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Grape Growing Guide

5 Steps to Grape Success

  • Choose a spot in full sun with well-draining soil and shelter from cold winds.
  • Mix compost and citrus and fruit mix into the soil. Grapes are best planted in late-autumn or early-spring in New Zealand.
  • Add Tui Novatec when preparing the soil.
  • Feed grapes with blood & bone in early spring.
  • Mulch and water well, particularly over the warmer months.

Follow our full guide below to a bumper crop of homegrown grapes.

Grapes are easier to grow at home than you think! With the right support in a sunny spot a few vines will provide a bumper crop of homegrown grapes.

Spilling over a pergola or running along a fence, a well supported and cared for grape vine can put on a beautiful display.  

Grape vines begin to fruit two or three years after planting and if they're well looked after can produce fruit for up to a 100 years.


Grapes develop the best fruit in long, warm summers,  dry autumns, cool winters and crisp, warm springs. While they can tolerate winter frosts, spring frosts can easily kill a growing vine, so they need to be protected in areas where this is a risk. Wet, humid summer weather increases the risk of disease, and if it rains when the fruit is ripening or being harvested the fruit can rot.

Free draining soil is important, grapes prefer lighter stony soils that have been enriched with organic matter, compost and Tui Citrus and Fruit Mix is ideal.

Top table grape varieties for the home garden:

Schyler - Jet-black, medium-sized bunches with a good flavour, juiciness, and sweetness.

Albany surprise - a popular eating grape with large and juicy dark blue-black fruit with a lovely and slightly spicy flavour.

Iona - a very hardy grape that suits coastal areas. It regularly and reliably produces sweet pink-skinned grapes.

Niagara - A popular sweet and juicy green grape that produces large bunches in early season.

Buffalo - Considered by some to be the best of the early black grapes with a sweet, spicy and tart flavour.


Grapes can be cutting grown or grafted. Grafting prolongs the life of the vine and provides disease resistance, but they grow just as easily from cuttings.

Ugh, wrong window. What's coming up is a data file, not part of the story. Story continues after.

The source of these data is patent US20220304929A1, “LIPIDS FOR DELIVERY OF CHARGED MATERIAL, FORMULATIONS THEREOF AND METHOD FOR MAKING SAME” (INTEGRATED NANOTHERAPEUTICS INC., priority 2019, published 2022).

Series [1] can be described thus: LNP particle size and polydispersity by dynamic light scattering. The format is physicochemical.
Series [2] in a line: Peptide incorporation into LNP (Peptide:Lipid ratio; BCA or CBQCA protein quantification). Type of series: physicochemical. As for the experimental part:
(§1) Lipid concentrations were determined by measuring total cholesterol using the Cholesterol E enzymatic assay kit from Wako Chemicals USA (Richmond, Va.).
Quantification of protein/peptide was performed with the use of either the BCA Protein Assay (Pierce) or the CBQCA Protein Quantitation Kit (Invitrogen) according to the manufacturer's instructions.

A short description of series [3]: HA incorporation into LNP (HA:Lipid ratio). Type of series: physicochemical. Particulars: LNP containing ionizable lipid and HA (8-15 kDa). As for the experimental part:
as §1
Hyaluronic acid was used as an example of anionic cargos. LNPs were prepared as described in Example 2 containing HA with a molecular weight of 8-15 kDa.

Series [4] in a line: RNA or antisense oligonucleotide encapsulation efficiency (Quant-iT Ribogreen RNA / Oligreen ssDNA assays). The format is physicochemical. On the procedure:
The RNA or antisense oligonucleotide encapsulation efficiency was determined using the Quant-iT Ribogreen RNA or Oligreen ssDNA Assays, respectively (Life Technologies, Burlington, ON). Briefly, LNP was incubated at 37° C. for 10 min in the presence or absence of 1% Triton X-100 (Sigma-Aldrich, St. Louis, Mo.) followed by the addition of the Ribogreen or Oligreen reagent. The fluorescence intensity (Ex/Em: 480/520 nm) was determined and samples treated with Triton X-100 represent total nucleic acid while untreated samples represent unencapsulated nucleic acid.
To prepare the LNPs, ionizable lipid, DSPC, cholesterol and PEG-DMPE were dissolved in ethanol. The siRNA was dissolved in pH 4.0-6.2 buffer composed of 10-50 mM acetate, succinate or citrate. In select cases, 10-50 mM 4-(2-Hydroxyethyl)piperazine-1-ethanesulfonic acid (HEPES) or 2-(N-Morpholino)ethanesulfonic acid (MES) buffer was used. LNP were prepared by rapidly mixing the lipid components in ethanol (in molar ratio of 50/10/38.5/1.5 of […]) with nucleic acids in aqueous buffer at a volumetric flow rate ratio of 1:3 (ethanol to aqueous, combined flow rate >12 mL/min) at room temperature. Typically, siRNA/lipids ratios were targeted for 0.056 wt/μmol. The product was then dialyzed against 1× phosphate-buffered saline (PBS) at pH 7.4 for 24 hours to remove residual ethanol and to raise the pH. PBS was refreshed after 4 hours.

Planting in late autumn is ideal, but if you have harsh winters plant in early spring. Grapes can be planted in pots at any time, a wine barrel or similar size is ideal with a support system for the grape vine to grow up. 

Plant in full sun in a sheltered spot, and protect from frosts in spring.

Planting grapes in the garden:

  • Prepare the area by lightly working Tui Novatec Premium Fertiliser into the soil.
  • Water the roots thoroughly before planting.
  • Add a layer of Tui Citrus & Fruit Mix to plant into.
  • Dig a hole around 30cm wide and deep and gently loosen the root ball of the plant.
  • Fill in with Tui Citrus & Fruit Mix pack it firmly around the plant. 
  • If your plant is grafted make sure the grafted joint is 10cm above the soil to prevent the root stock rooting.
  • For cutting grown grapes plant to the same soil level of the previous pot/container.
  • Prune the vines back to two or three buds and train the new growth.
  • Provide a support system for the vine, either wires or over a pergola or trellis.

Planting grapes in pots and containers:

  • Partly fill the container with Tui Citrus & Fruit Mix.
  • Gently loosen the root ball of your plant.
  • Place your plant in the pot, and fill in with Tui Citrus & Fruit Mix.
  • If your plant is grafted make sure the grafted joint is above the soil, otherwise plant to the same soil level of the previous pot/container.
  • Provide a support system for the vine, either wires or over a pergola or trellis.

When planting select the strongest shoot for a central leader to be the permanent ‘trunk’, loosely tie to a stake and remove all other shoots. When the main stem reaches the top of the stake bend it in the direction it needs to go and tie. Remove any side shoots so that the vines energies go into growing the main trunk rather than sending out side shoots. 

Only grow one or two main leaders if growing in a container to keep the vine compact as it is growing in limited space, this also helps improve fruit yield.


Feed your plants and they will feed you. Grapes need constant soil moisture especially through the warmer months, so adding Tui Compost before summer can help retain the moisture. Beware that too much water can split the fruit, and waterlogging can kill the vines.

In winter remove any side shoots and in spring tie down new shoots onto wires or trellis.

Feed vines with a slow release fertiliser rich in potassium (potash) in spring, such as Tui Novatec.

Grape vines fruit from branches or laterals off one year old stems. Once fruit has set pinch the tips two nodes beyond the bunch so that the vines energies go into producing fruit rather than foliage.  


Grapes are ready to harvest from late-summer through autumn depending upon the variety. They don't ripen off the vine, so try one to see if they're sweet enough before harvesting.

Handle the grapes as little as possible and always soak them in water to wash off any grit or bird droppings before you eat them. Grapes are most delicious eaten within two or three days of harvest, any that aren't eaten straight away should be kept in an airtight container in the fridge.

Keep birds off your crop by covering with netting. Make sure the holes are wide enough to let the sun in and ripen your delicious fruit on the vine.